Edison High girls’ basketball coach Sara Brown did not know what to expect when Finley Garnett showed up at a Chargers practice for the first time as a junior.
Garnett had just transferred from Estancia following her sophomore year, a move that was motivated by the opportunity to play against upper-tier competition.
Almost instantaneously, Garnett made an impression on her new coach that made Brown extremely thankful to have her in the program. Brown said she had come in contact with the “consummate student-athlete,” one that was giving of herself, that worked hard, and who could handle constructive criticism.
“She is so mentally tough on the court,” Brown said. “I was probably the toughest on her out of anybody, but she can take it. She understands what it is for.”
At the time of the transfer, Brown knew that she was getting a multisport athlete. Garnett played volleyball and also competed in the high jump, the long jump, and the hurdles for track and field.
Before she took the court for Edison’s girls’ basketball team, Garnett had contributed to the Chargers’ CIF State Division I title during the 2016 girls’ volleyball season.
Garnett endorses the notion that playing more than one sport makes the individual a better all-around athlete.
“Volleyball has so much jumping, so that totally transferred to the game of basketball,” she said. “[Playing volleyball helped with] getting off my feet faster from landing, and then track with running [form].”
Garnett parlayed her talents into a spectacular senior season. She played at all five positions, displaying tremendous energy and effectiveness. The 6-foot-2 power forward posted averages of 17.7 points, 14.2 rebounds, 3.7 assists and 2.1 steals per game.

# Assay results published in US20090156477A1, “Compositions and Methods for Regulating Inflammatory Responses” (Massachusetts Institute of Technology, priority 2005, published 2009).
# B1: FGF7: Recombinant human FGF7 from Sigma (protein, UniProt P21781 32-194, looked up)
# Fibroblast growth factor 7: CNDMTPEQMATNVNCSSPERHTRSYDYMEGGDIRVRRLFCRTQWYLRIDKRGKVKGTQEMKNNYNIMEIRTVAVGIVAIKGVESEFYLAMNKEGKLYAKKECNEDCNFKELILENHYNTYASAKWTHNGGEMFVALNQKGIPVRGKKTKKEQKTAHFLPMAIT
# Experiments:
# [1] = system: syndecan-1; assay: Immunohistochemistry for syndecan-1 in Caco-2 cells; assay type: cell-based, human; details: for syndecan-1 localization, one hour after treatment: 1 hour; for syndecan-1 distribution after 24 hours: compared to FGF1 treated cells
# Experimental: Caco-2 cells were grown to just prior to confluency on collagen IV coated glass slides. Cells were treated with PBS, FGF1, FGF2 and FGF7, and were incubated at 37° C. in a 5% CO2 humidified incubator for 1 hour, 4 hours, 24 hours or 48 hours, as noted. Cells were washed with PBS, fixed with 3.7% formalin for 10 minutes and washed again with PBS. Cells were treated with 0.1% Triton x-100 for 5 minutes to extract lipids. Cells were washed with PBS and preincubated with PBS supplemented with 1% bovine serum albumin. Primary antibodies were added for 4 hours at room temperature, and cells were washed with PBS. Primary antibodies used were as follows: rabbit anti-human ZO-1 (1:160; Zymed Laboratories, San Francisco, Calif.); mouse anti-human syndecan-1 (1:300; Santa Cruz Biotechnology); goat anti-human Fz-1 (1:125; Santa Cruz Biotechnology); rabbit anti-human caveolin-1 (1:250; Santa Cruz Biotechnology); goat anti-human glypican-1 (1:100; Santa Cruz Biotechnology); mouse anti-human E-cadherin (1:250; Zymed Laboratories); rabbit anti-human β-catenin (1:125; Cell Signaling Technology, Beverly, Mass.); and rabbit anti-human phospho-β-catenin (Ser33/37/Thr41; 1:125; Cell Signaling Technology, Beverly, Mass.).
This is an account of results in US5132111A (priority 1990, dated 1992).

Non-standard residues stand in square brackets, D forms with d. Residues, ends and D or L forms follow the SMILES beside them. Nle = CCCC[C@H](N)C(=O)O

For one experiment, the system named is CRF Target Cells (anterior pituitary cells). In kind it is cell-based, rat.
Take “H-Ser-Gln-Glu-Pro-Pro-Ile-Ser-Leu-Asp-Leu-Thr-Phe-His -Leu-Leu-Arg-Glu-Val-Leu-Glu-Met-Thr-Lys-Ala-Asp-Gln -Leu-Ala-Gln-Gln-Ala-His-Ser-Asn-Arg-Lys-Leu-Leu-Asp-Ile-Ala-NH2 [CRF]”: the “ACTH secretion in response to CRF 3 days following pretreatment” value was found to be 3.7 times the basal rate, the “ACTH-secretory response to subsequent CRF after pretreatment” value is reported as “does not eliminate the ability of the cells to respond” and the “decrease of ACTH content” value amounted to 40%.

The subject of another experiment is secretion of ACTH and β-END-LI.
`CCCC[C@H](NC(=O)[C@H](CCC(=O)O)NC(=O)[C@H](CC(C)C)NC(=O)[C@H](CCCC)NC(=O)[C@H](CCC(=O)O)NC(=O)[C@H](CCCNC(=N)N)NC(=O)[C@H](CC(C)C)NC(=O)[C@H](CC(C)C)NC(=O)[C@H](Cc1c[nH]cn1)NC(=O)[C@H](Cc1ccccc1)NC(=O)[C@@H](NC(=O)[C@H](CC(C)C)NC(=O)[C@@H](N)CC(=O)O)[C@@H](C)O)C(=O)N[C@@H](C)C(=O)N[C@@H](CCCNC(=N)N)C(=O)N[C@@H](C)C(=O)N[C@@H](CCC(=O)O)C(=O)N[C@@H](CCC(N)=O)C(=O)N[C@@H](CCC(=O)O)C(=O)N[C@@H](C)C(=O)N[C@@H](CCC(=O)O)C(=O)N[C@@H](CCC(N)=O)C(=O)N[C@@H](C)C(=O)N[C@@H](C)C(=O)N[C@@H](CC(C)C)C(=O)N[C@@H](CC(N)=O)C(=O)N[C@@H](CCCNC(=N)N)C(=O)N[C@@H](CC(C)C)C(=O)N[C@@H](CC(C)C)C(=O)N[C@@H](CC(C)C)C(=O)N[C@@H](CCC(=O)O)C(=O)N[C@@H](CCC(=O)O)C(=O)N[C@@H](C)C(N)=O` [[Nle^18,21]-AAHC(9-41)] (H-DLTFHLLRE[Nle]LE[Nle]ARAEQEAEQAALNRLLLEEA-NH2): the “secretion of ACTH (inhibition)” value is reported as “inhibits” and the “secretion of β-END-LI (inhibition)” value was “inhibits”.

“Her motor is unmatchable,” Brown said. “She’s a workhorse. She’s like the female Dennis Rodman that can actually look to score.
“In high school, I think if basketball were her main focus, I think that she would be even better than she is now. Personally, I think she will be a better college player than she was a high school player.”
Brown, who played for both Colorado State and Loyola Marymount, projects Garnett as a small forward or a stretch four (power forward) in college. Improvement in her outside shooting and ball-handling abilities will serve her well as she prepares for the next level.
Originally from Spearman, Texas, Garnett knew she wanted to play her college basketball out of state. She is verbally committed to the College of Southern Idaho.
Edison thrived this season with the senior combination of Garnett and Ashley Niemand in the post. The Chargers wore teams down with both players on the floor.
In the 2017-18 campaign, Edison was 17-11 overall, earning the second seed out of the Sunset League with a record of 8-2. The Chargers posted a first-round win in the Division 2A playoffs over Tustin.
Once she spoke up, Garnett hardly left the court.
“When I first started coaching her last year, I would take her out and give her rest because I thought she was tired,” Brown said. “She finally had a talk with me. She goes, ‘Coach, leave me in the game because I actually get stronger as the game goes on.’
“That was the kind of player I was. I would get stronger as the game goes on. Most kids aren’t going to tell you that.”
Garnett admitted that she would get tired early in games, but it was something she had to play through. Her second wind was better than most.
“After I get past that little point of tiredness, after I get over that, then I’m off to the races for the rest of the game,” Garnett said. “I have so much energy.
“I recover really fast, really quickly from being tired. When I’m running, I’m tired for a few seconds, but then I feel ready to go again. I regenerate really fast.”
While some transfers struggle to connect with their new teammates, it was a seamless transition for Garnett. Brown said that she was always willing to lend a helping hand.
Given how much time a team spends around each other, Garnett considered it essential that teammates enjoy each other’s company.
“Behind the scenes, a lot of people go through some tough things,” Garnett said. “I think being close to your teammates will help your game on and off the court. It’s just a family feeling.”
Brown appreciated the completeness of Garnett as a student-athlete, from the work ethic to the ability to build relationships.
“She’s going to be a kid that does not come along very often,” Brown said. “She is a kid that I feel extremely blessed to have coached, and I am going to continue to follow her career in college.